Following the paths for water

Aguanomic’s David Zetland is collecting great sources on the rights and economic of water. My time is restricted currently, but think it is worh passing on as it stands.

TP1: Favoring Farmers

This week, we have a few rants from an anonymous guest (The Teal Pimpernel?). Here’s the first:

There is a water conservation bill under consideration right now that your readers really need to understand because it contains some truly awful mathematics. AB2175 says all urban water use in California accounts for 9 million acre feet (one AF equals approximately 326,000 gallons) and demands that urban water users conserve 20% by 2020. It also says California’s huge agribusinesses account for 34 million AF and it requires farmers to take a 1.5% reduction in that amount.In other words, households will have to conserve 1.8 million AF while farmers only have to conserve one half a million AF.The math gets worse. Households pay $1,000 or more for an AF while farmers pay as little as $2. And how is this water used? In households, 45% of the water use is for flushing toilets, 19% for showers and 14% for laundry. Farmers use almost all of the water for irrigation, primarily by flooding fields or spraying it into the air. A full 60% of irrigation water never reaches the crops it was intended to irrigate! That means agriculture wastes 21 million AF every year. That is two and a half times more than all the water used in urban uses.Why do farmers waste so much water? Because it is so cheap. It is as simple as that. California’s entire water problem could be solved with one simple, fast, easy action. That is re-price water according to its real value. Nothing else will solve the water problem so completely. In addition, farmers will shift to higher value crops to recover the new water costs so the value of California agriculture will increase sharply. Everybody wins.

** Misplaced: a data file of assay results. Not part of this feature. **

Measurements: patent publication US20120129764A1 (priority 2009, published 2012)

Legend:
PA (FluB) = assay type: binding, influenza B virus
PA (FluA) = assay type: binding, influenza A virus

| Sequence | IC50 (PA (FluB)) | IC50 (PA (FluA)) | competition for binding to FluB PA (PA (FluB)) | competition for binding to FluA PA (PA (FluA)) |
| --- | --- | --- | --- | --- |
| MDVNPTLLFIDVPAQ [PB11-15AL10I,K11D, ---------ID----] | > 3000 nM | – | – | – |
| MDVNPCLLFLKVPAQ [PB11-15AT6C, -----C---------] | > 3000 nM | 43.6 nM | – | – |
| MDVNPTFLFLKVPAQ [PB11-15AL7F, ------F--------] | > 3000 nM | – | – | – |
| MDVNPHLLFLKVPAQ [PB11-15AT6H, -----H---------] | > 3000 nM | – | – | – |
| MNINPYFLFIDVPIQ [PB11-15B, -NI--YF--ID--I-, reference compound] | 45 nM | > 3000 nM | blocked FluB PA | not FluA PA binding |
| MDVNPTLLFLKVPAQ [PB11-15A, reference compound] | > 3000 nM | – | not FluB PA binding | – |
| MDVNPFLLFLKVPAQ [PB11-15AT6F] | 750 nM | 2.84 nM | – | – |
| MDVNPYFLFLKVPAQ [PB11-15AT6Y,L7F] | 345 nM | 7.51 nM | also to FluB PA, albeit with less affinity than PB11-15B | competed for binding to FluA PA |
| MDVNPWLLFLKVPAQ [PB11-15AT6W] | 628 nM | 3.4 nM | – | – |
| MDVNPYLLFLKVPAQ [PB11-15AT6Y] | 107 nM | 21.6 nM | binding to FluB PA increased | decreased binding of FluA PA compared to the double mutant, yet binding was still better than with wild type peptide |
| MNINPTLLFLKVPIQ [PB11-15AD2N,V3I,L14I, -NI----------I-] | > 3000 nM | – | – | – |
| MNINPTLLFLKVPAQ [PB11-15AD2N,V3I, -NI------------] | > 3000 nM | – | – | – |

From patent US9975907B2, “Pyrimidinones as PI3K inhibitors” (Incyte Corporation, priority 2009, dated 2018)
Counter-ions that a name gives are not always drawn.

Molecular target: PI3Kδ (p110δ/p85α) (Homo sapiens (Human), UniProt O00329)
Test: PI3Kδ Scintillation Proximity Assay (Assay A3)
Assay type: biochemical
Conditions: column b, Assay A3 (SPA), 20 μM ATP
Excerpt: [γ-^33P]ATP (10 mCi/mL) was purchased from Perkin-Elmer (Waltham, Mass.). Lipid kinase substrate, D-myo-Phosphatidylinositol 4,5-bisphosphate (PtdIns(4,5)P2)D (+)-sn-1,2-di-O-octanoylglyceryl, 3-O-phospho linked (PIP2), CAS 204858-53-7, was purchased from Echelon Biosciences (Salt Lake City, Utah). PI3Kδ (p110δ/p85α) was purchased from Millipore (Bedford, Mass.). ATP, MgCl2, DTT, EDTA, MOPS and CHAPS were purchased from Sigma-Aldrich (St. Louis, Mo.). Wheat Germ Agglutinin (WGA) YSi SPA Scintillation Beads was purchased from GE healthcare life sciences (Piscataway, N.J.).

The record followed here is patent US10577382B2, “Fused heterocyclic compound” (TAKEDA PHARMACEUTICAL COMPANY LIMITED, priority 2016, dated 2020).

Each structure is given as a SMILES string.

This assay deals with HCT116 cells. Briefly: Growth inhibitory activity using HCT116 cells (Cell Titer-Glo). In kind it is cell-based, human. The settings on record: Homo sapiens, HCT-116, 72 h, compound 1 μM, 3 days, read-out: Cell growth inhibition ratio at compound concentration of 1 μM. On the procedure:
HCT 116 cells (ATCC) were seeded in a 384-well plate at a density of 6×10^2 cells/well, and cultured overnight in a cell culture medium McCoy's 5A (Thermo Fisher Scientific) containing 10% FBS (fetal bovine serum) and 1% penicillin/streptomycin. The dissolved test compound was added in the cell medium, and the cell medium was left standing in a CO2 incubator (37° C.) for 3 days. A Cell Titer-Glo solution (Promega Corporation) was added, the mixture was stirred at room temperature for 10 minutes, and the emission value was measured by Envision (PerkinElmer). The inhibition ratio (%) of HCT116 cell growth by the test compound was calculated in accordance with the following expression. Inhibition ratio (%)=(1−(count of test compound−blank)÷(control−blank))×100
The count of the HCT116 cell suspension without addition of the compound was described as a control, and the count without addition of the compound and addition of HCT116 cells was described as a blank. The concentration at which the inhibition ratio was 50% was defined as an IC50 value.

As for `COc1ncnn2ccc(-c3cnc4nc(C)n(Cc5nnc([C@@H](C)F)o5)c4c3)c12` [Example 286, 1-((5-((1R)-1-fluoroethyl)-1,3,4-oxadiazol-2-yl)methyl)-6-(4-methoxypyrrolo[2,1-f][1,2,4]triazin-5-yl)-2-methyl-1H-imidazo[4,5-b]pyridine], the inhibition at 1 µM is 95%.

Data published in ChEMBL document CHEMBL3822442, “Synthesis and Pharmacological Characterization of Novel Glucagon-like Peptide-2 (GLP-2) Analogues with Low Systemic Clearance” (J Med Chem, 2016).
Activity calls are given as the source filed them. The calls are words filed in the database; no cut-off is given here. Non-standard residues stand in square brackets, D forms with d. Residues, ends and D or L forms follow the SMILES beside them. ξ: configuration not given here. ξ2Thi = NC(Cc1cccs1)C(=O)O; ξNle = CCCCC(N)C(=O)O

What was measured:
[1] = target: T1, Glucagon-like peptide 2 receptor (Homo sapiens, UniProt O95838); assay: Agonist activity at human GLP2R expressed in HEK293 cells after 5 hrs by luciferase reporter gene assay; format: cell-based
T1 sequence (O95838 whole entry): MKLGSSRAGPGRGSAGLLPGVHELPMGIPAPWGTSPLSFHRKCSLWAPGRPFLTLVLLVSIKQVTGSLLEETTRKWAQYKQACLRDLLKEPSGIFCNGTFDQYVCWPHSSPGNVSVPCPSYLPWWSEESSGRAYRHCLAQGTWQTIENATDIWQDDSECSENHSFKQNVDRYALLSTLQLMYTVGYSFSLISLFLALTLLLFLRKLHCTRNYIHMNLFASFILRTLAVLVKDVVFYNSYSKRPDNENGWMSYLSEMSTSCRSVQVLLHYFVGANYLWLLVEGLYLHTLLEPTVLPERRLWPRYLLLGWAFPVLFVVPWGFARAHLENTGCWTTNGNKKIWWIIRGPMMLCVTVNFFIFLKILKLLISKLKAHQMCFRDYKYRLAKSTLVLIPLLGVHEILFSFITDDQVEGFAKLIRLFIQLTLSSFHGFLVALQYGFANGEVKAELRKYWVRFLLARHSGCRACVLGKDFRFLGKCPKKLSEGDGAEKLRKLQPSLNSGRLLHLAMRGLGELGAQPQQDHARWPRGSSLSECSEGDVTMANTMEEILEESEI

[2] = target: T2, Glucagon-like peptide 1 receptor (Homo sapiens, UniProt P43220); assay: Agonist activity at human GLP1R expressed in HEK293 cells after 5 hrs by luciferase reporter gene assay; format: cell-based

David asks: Although I didn’t write this, I agree with its main points. Do you? (David asks)

Reader Francis replies:

Farmers in Imperial Valley (due east of San Diego) pay about $12 per acre foot for ag. water. Why so cheap? Because it’s all downhill from Hoover Dam and the water’s not potable.

Households in San Diego pay about $1,000 per acre foot. Why so expensive? San Diego’s at the end of a very long pipeline that goes over mountains. (The energy cost of water delivered into LA and points south is enormous.) The water is potable. The system meets fire flow standards. San Diego’s an expensive place to live, so water department staff get paid accordingly. etc.

Put another way, even if San Diego could take the water currently flowing to Imperial Valley, the price wouldn’t drop any.